At any rate, when Justin & I were TTC I was stage managing a show with a couple of ladies who had recently had their first babies with midwives. At first I thought that was weird, but the more they talked about it the more intrigued I became to the point that when we finally did get our BFP I knew I wanted midwives too. I was able to get on with the same practice and was very excited for my first appointment. In the mean time, I went to see my family doctor because I had a million questions. At that appointment was when we first suspected twins. Once twins were confirmed, we decided to switch from midwifery care to obstetrical care and hire a doula. I had a rough relationship with my OB and we butted heads about pretty much everything. I did a lot of research during that time trying to figure out what I actually thought about various things that my OB wanted me to do. I also leaned on my doula a lot for emotional support. The more research I did, the more I knew that I felt very strongly about the benefits of vaginal, and preferably unmedicated, birth. I felt that, for myself, barring serious complications I preferred to not interfere in the normal progress of pregnancy, labor and birth.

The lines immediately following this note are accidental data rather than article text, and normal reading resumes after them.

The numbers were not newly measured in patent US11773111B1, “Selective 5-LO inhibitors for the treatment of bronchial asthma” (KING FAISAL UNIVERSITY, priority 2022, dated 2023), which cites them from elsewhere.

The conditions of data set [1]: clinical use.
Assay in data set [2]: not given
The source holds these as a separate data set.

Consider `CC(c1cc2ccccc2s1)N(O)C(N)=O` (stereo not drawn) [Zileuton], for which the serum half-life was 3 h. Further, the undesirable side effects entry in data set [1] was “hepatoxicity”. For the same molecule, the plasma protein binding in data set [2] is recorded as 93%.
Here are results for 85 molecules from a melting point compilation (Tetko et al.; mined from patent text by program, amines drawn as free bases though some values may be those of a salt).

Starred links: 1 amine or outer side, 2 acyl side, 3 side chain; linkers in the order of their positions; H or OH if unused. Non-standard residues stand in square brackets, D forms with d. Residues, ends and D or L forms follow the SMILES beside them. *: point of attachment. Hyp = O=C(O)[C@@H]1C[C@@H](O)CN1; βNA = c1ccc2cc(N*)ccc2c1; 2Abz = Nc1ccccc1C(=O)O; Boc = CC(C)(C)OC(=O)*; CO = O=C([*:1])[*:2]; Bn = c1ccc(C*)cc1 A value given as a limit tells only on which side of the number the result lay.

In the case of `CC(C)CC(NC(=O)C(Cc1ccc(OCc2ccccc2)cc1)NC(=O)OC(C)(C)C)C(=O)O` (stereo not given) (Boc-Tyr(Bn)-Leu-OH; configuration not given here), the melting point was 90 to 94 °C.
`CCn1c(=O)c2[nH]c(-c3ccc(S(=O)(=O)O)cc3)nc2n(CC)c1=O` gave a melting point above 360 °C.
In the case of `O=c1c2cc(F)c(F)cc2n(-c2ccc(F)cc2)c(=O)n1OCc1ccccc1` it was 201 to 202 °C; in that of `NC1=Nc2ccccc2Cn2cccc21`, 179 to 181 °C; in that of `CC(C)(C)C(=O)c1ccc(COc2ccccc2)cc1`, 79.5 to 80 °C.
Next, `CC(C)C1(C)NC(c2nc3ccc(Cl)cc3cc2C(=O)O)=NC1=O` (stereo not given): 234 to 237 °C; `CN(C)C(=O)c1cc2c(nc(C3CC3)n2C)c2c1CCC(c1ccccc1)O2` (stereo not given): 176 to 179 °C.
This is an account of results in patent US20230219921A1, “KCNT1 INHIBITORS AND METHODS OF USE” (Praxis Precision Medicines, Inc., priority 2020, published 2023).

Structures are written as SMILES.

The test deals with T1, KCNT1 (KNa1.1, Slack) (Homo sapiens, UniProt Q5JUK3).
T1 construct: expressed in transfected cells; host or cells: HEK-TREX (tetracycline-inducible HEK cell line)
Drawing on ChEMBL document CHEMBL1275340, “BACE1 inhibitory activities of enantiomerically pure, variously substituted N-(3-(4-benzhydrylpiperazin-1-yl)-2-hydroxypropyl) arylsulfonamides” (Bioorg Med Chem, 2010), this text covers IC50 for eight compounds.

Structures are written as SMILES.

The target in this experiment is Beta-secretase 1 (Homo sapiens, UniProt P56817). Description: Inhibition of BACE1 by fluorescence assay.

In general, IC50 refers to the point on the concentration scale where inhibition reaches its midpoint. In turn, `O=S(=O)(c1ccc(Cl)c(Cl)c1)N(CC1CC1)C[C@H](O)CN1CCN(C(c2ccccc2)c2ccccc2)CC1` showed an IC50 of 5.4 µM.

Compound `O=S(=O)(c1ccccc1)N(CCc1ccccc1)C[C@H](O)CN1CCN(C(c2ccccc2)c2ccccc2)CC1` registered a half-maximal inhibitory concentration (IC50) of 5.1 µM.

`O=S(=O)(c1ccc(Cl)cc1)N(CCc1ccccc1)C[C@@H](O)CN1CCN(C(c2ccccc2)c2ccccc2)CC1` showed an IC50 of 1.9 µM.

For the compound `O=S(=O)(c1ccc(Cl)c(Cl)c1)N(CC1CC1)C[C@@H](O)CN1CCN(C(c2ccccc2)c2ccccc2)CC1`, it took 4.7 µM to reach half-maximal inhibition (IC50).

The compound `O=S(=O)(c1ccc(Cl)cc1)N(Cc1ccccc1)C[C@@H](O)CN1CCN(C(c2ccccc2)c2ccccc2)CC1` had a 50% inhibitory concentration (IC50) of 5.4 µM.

When the girls were about 11 months old, I decided to pursue becoming a doula myself. As I took the course and continued to research and learn more about the intricate process of undisturbed birth and the myriad ways in which the medical model of maternity care interfered with that process, I came to prefer even more and more strongly a hands off approach to birth, for myself. I understand that there are certainly times and situations in which it is absolutely necessary to interfere with the normal process of birth to save a mom or baby's life but I am frustrated at the routine (and sometimes cavalier) use of intervention that happens in today's maternity care system that can sometimes lead to the very problems they're purported to prevent.

    I now find myself daydreaming about becoming a midwife someday.
  5. MrsWright

    MrsWright Well-Known Member TS Moderator